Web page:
I just ran the numbers again. The estimate is $1,605 based on ages and states. I should add -- there were two buckets of money here. First was a lump sum pension for $210K -- the remainder was a $401K for $138. To get the $1,600 you would need to invest everything. My parents do not have significant cash savings or emergency funds or a taxable account, so if unexpected things would come up with an annuity, you either need to save for it from the $1,600, or dip into savings and when it's gone, it's gone. Even if they wanted an annuity, I would have recommended that they keep some of it back as an extra cash cushion. So the annuity payment would likely be closer to $1550 or maybe even a tad less. At that point, if you are debating $1300 versus $1550 -- inflation will cross over around year 7 or 8. That doesn't seem that far away, even with a shorter life span. If one or both of them beats the odds and live a long time, they will only have the decreased annuity plus SS. At least with the investment route, if we get lucky, perhaps there will still be money left to draw from in the latter years.

These are reasonable points though; things I considered and are still considering. No black and white answer in my view.

DC3509
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Re: Investing parents nest egg -- any final thoughts?

Post by DC3509 » Tue Sep 12, 2017 4:59 pm

BTW, I only picked the 4.5% number after reading Bengen's book "Conserving Client Portfolio's During Retirement." He has a lot of heavy duty charts and math and arrives at the conclusion that 4.5% is still very safe.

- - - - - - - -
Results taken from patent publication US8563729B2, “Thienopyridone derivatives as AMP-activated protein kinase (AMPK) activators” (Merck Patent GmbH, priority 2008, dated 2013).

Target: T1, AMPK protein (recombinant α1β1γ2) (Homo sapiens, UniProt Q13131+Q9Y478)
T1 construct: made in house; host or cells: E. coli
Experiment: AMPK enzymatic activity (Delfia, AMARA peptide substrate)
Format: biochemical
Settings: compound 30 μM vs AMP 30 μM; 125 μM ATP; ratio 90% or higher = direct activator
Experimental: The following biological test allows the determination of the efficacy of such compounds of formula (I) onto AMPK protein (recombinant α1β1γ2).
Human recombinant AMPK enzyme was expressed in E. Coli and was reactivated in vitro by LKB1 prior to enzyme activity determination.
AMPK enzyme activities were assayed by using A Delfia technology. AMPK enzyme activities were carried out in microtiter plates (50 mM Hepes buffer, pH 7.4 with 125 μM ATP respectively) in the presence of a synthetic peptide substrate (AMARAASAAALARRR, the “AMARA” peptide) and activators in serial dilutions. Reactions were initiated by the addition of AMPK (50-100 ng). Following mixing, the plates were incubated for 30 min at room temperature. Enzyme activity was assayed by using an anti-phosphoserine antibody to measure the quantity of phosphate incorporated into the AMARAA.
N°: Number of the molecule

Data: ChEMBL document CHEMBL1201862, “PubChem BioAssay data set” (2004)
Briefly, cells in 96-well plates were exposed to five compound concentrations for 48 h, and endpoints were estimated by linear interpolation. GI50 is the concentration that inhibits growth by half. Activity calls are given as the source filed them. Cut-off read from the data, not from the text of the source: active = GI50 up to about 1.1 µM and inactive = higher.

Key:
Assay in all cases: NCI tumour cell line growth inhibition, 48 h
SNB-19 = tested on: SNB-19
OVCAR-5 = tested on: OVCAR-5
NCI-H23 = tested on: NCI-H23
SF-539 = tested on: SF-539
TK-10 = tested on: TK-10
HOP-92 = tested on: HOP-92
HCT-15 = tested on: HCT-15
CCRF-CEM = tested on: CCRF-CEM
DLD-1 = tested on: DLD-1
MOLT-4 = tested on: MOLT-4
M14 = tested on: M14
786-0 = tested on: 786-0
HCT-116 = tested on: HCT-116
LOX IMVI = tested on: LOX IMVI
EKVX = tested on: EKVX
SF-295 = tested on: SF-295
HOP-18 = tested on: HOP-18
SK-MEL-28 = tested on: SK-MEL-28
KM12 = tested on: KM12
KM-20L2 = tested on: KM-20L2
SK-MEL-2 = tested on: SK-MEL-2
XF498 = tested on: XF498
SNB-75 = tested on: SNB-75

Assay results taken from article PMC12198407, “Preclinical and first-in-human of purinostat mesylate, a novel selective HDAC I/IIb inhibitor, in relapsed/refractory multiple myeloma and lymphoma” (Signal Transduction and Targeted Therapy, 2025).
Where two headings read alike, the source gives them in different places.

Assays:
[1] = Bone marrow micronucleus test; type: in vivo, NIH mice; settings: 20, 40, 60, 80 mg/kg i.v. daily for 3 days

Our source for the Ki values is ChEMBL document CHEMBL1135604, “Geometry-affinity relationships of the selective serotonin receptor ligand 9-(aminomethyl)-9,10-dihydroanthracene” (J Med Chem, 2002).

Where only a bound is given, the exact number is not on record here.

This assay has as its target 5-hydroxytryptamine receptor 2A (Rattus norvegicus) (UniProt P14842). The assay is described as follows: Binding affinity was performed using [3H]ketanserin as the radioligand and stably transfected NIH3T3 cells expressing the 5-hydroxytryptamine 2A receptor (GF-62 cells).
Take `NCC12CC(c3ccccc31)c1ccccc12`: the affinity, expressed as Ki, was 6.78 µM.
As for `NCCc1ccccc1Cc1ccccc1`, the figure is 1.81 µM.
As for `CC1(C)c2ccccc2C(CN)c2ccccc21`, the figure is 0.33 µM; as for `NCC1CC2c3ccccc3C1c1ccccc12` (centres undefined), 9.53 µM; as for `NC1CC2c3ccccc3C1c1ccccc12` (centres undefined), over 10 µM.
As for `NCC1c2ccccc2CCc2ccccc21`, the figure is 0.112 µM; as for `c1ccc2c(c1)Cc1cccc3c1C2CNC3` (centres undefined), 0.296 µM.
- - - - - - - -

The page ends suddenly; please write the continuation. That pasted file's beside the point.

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Re: Investing parents nest egg -- any final thoughts?

Post by sergeant » Tue Sep 12, 2017 5:22 pm

DC3509 wrote:
Tue Sep 12, 2017 3:36 pm
sergeant wrote:
Tue Sep 12, 2017 1:52 pm
I'm confused! In one of your other posts longevity was a concern as your grandfather lived into his late eighties? Either way, your parents SS covers all expenses so your plan is fine. Pull the trigger already. I would probably have stuck with a pension but they want to lump sum and invest it. Good luck.
My dad's dad lived into his late 80s, but none of the others reached 77. Both of my parents are in their late 60s. So the chances of making the full 30 years, while not entirely out of the question, are probably slim and thus the reason for moving to 4.5% (but not above that).

I don't see how the pension was a better deal -- no inflation protection and the survivor benefit dropped the income down to only about $1,000 per month.
I suggested the pension based on the numbers. Your parents expenses are about $2500 a month but will lower slightly soon due to having their car paid off. Let's say they stay at $2500. Your dad's SS will be $2100, mom's $1100, pension $1100, that is $4300 a month with expenses at $2500! That looks like a win to me. No need to keep playing. They still have the 138k in the 401k as a plan B.
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sergeant